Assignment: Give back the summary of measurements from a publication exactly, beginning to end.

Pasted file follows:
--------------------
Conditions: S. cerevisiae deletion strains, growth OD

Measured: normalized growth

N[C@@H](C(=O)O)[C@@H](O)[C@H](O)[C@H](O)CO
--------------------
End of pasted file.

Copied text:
Conditions: S. cerevisiae deletion strains, growth OD

Measured: normalized growth

N[C@@H](C(=O)O)[C@@H](O)[C@H](O)[C@H](O)CO